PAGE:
The forum explained that the decision was based on "pedagogical, social, and mental hardships" faced by students, and reiterated that the decision to reopen the classes sits with the school principals.

The Teacher's Union, of which some of the middle school teachers are members, said that "There is one employer for teaching staff in Israel, and it's the Education Ministry, and only they have been given the authority to decide on opening or closing schools." 

The Center for Local Government also criticized the decision, saying that these authorities must act "only in accordance with the law and in cooperation with the government," adding that the center asked the prime minister Sunday morning to reopen grades seven through 10 as soon as possible.

Education Minister Yoav Gallant responded to the forum's decision in a Channel 13 interview: "Let's remember that in Israel, when the government makes a decision and releases guidelines from the Knesset, it is law," he said, adding that the government pays teachers' salaries. "Mayors are serious people. They won't take it upon themselves to break Israeli law. We're not playing here."

Thus far, 17 municipalities have announced that they will resume seven through 10th grade classes: Ashdod, Givatayim, Be'er Sheva, Herzliya, Hadera, Holon, Kfar Sava, Petah Tikva, Ra'anana, Tel Aviv, Rishon Letzion, Rehovot, Haifa, Netanya, Ramat Gan, Ramat Hasharon and the Gezer Regional Council.

Last Thursday, the Health Ministry denied a request from the Education Ministry Yoav Gallant to advance the decision to open middle schools. (Shira Kadari-Ovadia)

6:07 P.M. City to reopen schools for grades seven through 10

Herzliya mayor Moshe Fadlon announced Sunday evening, together with the local parents' association, that in-school classes will be resuming for seventh through 10th graders starting Wednesday.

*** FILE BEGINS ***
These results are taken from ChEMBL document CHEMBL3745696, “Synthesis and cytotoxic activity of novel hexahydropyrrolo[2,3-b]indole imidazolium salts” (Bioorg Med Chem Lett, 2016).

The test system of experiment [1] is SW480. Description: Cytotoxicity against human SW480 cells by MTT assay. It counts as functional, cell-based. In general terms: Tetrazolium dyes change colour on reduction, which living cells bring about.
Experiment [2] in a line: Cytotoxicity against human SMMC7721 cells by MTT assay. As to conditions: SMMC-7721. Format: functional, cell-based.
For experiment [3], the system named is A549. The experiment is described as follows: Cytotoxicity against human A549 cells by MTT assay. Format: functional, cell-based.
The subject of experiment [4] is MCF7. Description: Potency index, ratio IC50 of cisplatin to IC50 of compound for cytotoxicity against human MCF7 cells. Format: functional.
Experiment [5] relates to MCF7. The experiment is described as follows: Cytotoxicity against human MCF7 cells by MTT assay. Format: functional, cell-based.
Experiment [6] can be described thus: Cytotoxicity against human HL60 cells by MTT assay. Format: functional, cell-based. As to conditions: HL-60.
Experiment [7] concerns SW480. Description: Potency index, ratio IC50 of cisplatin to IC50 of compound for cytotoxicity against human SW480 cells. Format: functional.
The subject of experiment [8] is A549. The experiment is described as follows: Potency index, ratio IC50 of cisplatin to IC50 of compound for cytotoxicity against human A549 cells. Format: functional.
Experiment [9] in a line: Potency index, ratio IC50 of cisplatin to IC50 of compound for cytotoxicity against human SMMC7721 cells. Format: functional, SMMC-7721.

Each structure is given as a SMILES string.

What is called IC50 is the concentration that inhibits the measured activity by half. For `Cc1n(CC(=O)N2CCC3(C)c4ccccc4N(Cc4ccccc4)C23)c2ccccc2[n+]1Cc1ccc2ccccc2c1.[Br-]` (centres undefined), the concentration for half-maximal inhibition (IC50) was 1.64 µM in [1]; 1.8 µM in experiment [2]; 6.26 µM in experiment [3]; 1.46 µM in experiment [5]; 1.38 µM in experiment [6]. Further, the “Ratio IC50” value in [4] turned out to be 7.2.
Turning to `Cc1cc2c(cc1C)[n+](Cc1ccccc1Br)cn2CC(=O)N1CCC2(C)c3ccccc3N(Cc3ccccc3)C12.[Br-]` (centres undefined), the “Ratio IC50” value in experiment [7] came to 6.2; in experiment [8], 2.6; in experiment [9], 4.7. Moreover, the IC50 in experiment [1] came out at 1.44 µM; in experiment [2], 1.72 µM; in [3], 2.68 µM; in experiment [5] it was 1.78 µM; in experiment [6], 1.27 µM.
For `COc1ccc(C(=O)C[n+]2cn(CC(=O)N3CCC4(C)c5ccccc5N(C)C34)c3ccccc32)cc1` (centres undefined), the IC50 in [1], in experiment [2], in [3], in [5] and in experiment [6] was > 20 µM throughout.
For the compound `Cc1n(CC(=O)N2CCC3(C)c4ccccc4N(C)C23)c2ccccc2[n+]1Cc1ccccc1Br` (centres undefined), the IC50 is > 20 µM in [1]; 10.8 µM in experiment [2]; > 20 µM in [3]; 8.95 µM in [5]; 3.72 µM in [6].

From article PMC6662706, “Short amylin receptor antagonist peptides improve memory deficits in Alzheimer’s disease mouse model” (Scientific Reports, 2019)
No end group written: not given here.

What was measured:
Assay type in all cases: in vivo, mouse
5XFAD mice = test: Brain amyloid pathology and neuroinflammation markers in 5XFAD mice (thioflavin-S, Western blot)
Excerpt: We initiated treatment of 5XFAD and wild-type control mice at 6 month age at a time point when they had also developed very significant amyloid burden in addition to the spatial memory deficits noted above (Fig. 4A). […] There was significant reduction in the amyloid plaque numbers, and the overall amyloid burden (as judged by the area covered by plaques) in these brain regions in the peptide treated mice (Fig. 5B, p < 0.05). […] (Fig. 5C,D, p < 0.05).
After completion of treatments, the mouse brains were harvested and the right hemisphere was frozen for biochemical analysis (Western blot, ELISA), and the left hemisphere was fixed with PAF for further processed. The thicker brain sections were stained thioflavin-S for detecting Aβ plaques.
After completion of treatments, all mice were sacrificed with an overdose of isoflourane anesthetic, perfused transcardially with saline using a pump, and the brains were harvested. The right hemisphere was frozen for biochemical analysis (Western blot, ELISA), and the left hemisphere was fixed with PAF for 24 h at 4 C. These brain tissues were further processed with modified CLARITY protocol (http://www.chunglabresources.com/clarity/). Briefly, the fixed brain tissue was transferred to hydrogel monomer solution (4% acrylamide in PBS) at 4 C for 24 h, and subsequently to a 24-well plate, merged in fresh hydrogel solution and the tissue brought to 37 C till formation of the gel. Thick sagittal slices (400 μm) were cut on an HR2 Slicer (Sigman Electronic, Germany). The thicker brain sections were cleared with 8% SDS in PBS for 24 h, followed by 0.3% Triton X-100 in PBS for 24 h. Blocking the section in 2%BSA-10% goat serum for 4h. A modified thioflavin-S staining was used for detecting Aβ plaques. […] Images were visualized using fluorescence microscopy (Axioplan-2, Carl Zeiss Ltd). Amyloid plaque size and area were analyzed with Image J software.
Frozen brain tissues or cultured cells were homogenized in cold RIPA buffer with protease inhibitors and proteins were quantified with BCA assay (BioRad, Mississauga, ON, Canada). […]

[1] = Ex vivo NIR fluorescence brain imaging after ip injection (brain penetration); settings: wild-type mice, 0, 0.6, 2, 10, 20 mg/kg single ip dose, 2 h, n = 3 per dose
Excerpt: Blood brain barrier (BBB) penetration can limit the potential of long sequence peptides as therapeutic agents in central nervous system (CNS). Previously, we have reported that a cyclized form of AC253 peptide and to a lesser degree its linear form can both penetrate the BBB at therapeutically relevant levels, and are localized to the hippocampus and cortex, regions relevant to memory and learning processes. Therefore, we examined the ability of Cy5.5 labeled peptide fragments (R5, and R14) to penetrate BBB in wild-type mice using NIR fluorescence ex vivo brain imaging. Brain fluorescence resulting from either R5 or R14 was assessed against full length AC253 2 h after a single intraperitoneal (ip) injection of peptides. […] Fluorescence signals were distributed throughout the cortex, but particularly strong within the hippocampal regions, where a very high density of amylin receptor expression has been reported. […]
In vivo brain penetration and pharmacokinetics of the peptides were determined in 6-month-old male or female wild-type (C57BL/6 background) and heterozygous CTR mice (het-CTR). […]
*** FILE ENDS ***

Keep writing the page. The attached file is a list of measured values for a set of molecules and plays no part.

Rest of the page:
Classes will be held partially in small capsules in classrooms, partially in outdoor areas and partially through remote learning. (Bar Peleg)

5:00 P.M. UAE Transfers 20,000 Doses of Russia's Sputnik V COVID Vaccine to Gaza

The United Arab Emirates transferred Sunday 20,000 doses of the Russian Sputnik V coronavirus vaccines to the Gaza Strip.

The shipment entered through the Rafah Border Crossing on the Strip's border with Egypt, without Israeli involvement.

Last week, about a thousand coronavirus vaccine doses were sent to Gaza by the Palestinian Health Ministry in Ramallah, with Israeli approval. (Jack Khoury)

>> Read the full report

4:30 P.M. One case of Ugandan COVID strain found in Israel, pandemic czar says

Coronavirus Czar Prof. Nachman Ash said that one case of the Ugandan variant has been detected in Israel, adding that the clinical significance of this is still unknown.

Speaking at a briefing for Health Ministry staff Sunday, Ash added that about 90 percent of the new daily COVID-19 infections in Israel are the result of the virus' British variant.

"The number of daily diagnoses is still very high, even if there's a downward trend, Ash said. "We're following the other emerging variants on a daily basis." 

Ash also warned that if Infection rates spike, it would force Israel "to take measures of closing again the economy and the education system," adding that it might even lead to another "lockdown."  

He added that the South African variant has been found in about one percent of cases in Israel, and the variant first identified in California in seven cases as well. (Haaretz)

>> Click here to read the full story

11:45 A.M. Number of seriously hospitalized patients continues to decline

According to data released by the Health Ministry on Sunday morning, the number of hospitalized patients in serious condition is continuing to decline, with 858 people currently hospitalized in serious condition, 276 of whom are on venitlators. 

To date, 5,563 people have died from the virus since the pandemic broke out in Israel. (Haaretz

11:00 A.M. 32-year-old pregnant woman dies after contracting COVID-19

A 32-year-old mother of four who was 30 weeks pregnant died on Sunday morning at Hadassah University Hospital, Ein Karem, after having contracted COVID. 

Despite tremendous efforts made by a multidisciplinary team of senior specialists, which included prolonged resuscitation efforts and even a caesarean section, doctors were unable to save the mother and her fetus, the hospital said.